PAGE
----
5. Loving food
When Billi surprises everyone after arriving unannounced in China, dinner is being prepared. The intimacy permeates through the screen, and for anyone who grew up around a kitchen, it’s undeniably nostalgic. Nai Nai stuffs a meat pie in Billi’s mouth. “Eat! It was your favorite when you were little,” she says, gleaming. Bonding over meals and using food as an expression of love is universal. The Farewell makes effective use of this human experience.
6. Doting on dogs
I love the scene when Nai Nai and Little Nai Nai coax their tiny Chihuahua to sing. I loved it even more when I learned the dog actually belongs to Wang’s family and is named Ellen (after a foreign exchange student they hosted). People in China love their dogs, and the bond with our pets is one that resonates universally.
7. Cringing at dad jokes
Watching Billi’s parents entertain (white) guests at their home while her father (Tzi Ma) confidently sits at the head of the dinner table, telling a corny dad joke, was familiar yet groundbreaking. I don’t recall ever before seeing an Asian person depicted as the confident head of household in front of white American friends. It seemed unremarkable, yet nonetheless foreign for me in the context of a big screen.
8. Arguing with parents
Billi argues with her parents, especially her mother, throughout the film. Even with the best of intentions, parents know how to push our buttons and we know how to push theirs. Tougher still is when you’re in a position like Billi’s, defending one parent against the other or urging a parent to change. Billi asks her mother to lay off of her dad, who is drinking heavily to cope with the grief of losing his mother, Nai Nai. Billi also becomes frustrated with her father for smoking when Nai Nai is dying of lung cancer.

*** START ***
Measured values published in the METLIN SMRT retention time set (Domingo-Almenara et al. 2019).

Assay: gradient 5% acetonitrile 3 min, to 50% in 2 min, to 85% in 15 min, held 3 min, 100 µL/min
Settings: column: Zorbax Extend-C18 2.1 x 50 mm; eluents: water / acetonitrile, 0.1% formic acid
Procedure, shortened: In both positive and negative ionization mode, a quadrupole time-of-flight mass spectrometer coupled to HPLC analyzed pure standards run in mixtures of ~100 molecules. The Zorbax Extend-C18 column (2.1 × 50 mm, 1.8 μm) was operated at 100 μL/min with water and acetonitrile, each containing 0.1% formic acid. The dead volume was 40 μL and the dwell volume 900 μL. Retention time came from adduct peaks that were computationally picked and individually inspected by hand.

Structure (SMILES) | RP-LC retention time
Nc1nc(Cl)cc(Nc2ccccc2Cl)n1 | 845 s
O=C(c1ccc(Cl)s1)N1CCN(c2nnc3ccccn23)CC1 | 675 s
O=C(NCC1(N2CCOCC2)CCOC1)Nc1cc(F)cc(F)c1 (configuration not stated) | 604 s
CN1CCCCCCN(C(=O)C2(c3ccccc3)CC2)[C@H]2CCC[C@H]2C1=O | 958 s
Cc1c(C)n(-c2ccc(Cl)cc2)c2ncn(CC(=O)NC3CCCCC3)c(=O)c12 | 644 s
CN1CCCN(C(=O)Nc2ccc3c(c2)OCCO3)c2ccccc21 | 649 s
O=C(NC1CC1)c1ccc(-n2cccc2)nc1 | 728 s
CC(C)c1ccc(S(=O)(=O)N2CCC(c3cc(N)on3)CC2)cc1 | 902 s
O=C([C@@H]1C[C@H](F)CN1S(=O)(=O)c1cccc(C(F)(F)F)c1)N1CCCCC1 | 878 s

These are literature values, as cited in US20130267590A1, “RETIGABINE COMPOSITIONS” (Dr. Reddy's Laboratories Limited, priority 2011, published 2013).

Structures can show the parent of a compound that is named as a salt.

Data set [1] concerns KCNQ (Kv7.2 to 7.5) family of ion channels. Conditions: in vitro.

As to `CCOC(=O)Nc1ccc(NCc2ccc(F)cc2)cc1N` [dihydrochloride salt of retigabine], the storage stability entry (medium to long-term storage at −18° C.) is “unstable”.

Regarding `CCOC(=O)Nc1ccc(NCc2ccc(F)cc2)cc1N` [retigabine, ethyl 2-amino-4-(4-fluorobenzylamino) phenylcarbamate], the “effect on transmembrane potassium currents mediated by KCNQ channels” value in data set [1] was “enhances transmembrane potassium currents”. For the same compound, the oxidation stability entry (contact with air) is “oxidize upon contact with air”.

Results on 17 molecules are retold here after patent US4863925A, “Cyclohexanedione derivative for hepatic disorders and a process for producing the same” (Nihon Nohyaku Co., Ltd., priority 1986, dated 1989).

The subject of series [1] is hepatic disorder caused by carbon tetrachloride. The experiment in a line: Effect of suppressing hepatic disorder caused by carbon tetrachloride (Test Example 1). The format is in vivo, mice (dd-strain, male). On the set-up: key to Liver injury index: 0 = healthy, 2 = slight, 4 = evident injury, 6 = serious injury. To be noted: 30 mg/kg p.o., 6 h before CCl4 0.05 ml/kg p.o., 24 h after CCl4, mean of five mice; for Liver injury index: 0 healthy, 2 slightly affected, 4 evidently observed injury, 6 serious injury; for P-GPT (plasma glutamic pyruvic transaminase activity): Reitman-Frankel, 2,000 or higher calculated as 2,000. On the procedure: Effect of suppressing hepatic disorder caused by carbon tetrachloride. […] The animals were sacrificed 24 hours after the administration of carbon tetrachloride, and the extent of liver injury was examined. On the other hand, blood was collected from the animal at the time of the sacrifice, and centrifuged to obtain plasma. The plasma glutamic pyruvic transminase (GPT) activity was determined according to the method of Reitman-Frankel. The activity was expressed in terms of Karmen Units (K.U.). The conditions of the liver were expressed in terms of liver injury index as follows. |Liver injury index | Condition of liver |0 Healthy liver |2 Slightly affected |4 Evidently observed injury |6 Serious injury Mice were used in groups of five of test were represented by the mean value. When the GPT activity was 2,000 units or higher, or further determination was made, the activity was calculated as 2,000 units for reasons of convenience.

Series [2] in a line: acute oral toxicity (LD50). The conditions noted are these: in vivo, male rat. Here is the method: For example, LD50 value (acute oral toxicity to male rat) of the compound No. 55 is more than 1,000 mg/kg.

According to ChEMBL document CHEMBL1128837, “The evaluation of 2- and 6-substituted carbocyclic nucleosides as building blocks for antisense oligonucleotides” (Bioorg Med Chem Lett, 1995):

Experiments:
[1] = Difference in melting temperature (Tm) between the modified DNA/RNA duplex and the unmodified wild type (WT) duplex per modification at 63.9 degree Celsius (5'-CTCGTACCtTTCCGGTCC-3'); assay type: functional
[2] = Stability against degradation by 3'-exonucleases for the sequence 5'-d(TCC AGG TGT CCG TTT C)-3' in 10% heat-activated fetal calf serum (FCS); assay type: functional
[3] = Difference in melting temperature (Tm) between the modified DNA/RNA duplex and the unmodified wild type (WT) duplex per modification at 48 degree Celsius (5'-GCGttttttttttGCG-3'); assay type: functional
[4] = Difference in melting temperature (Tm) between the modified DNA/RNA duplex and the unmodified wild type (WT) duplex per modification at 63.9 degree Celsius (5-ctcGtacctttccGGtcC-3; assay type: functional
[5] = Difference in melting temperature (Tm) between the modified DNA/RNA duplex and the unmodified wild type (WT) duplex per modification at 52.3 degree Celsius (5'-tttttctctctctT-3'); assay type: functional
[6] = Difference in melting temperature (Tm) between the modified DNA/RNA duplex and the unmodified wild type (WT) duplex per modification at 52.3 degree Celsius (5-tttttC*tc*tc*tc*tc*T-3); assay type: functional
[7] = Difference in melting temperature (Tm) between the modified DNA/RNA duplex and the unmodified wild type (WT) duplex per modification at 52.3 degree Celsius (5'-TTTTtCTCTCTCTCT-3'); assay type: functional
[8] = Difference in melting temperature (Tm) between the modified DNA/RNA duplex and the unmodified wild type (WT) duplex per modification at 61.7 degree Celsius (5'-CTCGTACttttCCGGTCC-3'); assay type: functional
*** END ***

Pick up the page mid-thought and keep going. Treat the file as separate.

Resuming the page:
Whether loud or quiet, we all argue with our parents.
9. Grieving loved ones
Dealing with death or the impending death of a loved one is a painful, universally relatable experience. Whether the end comes suddenly or slowly, it will be equally heartbreaking. The Farewell invites the audience into a beautiful rumination of a most intimate and personal encounter with grief.
10. Losing control
Death is not something within our control. Billi is at a point in her life where little is anchoring her in New York, and she fears the impending loss of Nai Nai will signify the dissolution of her remaining roots in China. The cancer secret and the elaborate fake wedding is a way for Billi’s family to claim a sense of control in a situation where they have none. The fear of losing control is a fear that all humans live with.
When my last remaining grandparent passed away in Asia, my parents tried to hide it from me because I was far along in my pregnancy. They feared that I would be overcome with grief and they worried for my unborn baby. Like Nai Nai in The Farewell, they tried to shield me for my own good. Unfortunately, I am too American to appreciate this kind of protection. I was frustrated that I’d been handled with kid gloves. I did not feel fragile—I felt angry.
I adored my grandfather, my Lao Yeh, whose funny morning exercises mirrored Nai Nai’s. And like Billi, Lao Yeh felt like my last solid connection to my faraway past. I did not have the opportunity to say my final goodbye. So I laughed and wept in the dark theater, feeling fortunate to be a fly on the wall for Nai Nai’s family farewell.